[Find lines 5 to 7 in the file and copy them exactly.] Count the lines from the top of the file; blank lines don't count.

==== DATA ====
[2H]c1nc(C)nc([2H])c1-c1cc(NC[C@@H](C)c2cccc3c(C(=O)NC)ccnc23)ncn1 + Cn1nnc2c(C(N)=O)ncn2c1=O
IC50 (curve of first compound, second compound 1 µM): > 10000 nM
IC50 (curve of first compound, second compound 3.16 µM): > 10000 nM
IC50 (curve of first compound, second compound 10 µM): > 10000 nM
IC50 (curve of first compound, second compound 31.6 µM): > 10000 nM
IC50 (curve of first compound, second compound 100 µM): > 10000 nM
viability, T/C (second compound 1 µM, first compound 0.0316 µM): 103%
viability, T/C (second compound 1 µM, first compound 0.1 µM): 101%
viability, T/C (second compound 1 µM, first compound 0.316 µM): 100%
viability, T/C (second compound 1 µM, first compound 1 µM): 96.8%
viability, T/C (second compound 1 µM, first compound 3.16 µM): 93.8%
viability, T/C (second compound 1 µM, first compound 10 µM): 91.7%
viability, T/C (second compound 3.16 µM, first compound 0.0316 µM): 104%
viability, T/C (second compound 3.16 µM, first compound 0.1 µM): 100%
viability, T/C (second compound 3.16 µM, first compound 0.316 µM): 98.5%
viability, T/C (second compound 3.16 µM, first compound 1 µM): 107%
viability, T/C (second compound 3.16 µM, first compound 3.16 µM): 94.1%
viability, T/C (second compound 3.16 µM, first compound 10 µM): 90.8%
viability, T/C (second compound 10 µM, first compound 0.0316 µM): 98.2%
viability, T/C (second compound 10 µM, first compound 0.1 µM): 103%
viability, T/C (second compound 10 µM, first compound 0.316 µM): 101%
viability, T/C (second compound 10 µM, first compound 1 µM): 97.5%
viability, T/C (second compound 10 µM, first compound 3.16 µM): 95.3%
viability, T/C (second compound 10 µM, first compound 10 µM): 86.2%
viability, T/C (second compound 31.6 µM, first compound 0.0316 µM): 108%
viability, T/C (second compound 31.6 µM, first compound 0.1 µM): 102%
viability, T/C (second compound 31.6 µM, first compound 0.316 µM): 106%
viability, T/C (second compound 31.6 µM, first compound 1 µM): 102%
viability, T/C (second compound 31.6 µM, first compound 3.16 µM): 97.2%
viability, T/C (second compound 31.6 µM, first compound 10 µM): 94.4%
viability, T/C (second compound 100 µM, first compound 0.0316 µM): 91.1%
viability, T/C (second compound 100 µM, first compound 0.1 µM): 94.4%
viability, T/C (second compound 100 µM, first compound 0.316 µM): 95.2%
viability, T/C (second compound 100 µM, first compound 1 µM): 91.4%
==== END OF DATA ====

IC50 (curve of first compound, second compound 31.6 µM): > 10000 nM
IC50 (curve of first compound, second compound 100 µM): > 10000 nM
viability, T/C (second compound 1 µM, first compound 0.0316 µM): 103%